There might be ways to get something useful here, but that will probably require working closely with an experienced local statistician to whom you can explain details of your study and what you are trying to accomplish scientifically.

For example, you can try to combine multiple predictors of the same type intelligently--but without looking at the outcome values--into a single predictor, based on your understanding of the subject matter. I'd recommend that you look at Frank Harrell's course notes on regression modeling, in particular Chapter 4, with careful attention to section 4.7 on data reduction. That might give you some ideas about how to combine multiple predictors usefully.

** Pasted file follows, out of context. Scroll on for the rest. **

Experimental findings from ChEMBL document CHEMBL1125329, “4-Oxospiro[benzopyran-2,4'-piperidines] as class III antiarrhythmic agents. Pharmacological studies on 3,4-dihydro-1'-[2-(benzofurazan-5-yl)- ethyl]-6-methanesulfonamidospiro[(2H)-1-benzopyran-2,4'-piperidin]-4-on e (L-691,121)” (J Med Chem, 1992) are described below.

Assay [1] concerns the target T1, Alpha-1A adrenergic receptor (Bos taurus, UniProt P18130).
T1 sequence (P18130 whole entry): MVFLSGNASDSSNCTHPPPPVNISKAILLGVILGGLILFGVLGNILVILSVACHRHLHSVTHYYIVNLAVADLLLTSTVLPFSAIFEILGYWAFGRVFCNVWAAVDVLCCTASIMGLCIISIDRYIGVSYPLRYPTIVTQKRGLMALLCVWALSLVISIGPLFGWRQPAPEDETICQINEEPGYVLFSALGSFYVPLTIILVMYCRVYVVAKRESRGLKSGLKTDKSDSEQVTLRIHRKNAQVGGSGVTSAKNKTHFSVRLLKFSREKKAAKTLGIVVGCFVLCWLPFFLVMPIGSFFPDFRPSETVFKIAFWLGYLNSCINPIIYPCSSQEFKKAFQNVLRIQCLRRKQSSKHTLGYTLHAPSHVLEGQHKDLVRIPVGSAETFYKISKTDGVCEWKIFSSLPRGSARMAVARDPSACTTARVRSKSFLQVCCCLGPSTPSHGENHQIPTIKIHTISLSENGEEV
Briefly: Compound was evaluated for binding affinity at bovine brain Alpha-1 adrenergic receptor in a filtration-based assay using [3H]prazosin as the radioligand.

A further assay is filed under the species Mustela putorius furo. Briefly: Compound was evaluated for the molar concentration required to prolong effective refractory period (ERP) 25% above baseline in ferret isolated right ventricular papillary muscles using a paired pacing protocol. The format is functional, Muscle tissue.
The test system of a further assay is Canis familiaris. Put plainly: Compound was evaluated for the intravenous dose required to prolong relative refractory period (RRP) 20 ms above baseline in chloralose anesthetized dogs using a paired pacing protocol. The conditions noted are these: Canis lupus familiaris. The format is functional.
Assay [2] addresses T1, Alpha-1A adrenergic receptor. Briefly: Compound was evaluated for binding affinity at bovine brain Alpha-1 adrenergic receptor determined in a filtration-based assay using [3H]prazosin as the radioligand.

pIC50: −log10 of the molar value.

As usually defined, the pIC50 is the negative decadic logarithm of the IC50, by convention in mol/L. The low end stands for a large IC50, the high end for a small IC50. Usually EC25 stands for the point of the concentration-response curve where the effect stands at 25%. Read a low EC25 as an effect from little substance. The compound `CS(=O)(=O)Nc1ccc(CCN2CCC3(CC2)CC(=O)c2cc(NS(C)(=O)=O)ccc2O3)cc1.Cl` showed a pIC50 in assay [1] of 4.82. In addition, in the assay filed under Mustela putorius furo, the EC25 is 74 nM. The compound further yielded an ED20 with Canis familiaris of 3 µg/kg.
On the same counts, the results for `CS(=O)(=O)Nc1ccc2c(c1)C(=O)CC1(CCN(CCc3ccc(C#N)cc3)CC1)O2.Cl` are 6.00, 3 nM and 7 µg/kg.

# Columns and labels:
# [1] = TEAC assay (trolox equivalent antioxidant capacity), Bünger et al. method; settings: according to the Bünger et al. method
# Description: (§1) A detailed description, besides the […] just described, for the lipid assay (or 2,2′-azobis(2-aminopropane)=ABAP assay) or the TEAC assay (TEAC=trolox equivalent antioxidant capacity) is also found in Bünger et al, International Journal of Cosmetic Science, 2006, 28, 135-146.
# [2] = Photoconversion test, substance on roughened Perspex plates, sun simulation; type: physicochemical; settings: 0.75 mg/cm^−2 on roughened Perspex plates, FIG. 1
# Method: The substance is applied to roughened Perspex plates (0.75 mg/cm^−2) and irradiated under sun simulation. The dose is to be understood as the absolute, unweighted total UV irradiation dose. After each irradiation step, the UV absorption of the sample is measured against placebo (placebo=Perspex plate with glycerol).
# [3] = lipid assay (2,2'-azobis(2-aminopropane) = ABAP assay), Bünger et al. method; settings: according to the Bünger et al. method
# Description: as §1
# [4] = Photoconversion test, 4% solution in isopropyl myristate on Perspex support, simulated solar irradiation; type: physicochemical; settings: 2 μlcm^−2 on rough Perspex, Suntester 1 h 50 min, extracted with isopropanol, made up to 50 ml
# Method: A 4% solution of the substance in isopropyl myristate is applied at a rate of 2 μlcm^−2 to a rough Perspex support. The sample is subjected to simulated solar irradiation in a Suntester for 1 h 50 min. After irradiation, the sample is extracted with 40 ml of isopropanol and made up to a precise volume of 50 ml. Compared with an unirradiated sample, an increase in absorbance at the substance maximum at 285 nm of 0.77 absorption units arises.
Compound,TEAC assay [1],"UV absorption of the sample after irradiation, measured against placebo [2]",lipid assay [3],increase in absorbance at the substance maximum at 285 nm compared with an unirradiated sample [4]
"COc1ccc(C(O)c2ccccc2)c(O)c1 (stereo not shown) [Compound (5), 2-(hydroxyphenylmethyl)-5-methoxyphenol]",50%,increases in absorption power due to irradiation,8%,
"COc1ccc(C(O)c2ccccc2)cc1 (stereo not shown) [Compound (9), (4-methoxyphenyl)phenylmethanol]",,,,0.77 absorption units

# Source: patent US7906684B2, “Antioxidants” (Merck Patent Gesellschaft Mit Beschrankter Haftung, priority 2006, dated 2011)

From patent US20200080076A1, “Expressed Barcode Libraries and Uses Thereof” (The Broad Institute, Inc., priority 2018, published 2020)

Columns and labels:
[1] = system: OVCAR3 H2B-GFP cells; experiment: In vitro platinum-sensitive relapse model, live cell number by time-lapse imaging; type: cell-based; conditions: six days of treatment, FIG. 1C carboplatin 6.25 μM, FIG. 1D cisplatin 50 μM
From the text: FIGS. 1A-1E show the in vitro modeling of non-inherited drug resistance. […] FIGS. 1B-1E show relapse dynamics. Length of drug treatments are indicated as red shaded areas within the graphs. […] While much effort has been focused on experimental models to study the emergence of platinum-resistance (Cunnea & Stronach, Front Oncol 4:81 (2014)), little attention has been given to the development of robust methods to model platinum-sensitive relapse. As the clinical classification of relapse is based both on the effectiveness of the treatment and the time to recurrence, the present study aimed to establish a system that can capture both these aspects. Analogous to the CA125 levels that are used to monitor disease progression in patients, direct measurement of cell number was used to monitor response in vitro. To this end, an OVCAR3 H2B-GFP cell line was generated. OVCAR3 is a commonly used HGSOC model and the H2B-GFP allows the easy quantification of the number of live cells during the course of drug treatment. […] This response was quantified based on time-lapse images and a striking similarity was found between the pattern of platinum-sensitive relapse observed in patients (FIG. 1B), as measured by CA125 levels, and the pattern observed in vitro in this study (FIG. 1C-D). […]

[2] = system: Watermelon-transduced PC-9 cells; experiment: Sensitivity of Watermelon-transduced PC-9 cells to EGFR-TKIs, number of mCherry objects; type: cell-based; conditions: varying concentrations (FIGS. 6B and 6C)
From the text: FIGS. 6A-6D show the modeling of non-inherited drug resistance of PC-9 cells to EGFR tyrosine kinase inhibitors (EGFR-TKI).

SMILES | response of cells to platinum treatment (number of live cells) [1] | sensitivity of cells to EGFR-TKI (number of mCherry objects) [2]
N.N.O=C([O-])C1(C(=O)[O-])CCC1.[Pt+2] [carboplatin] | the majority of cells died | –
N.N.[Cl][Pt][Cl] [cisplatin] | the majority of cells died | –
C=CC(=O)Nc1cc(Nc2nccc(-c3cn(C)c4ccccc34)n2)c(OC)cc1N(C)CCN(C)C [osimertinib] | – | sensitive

To get around the overfitting problem with too many predictors even after you've combined many of them, you could try ridge regression. That so-called "penalized" or "regularized" method allows you to use more predictors without overfitting than with standard regression, because it reduces the magnitudes of the regression coefficients to compensate. That is implemented in the R glmnet package, with an example worked through in Section 6.6.1 of An Introduction to Statistical Learning. I'd advise against using the variable-selection methods described in that chapter of ISL, like forward-stepwise, best-subset, or LASSO regressions, as the particular predictors selected typically don't carry over well to new samples.

*It won't help even if you have mRNA values for multiple enzymes at each of 12 observation locations, as you will effectively be doing regressions for each type of mRNA.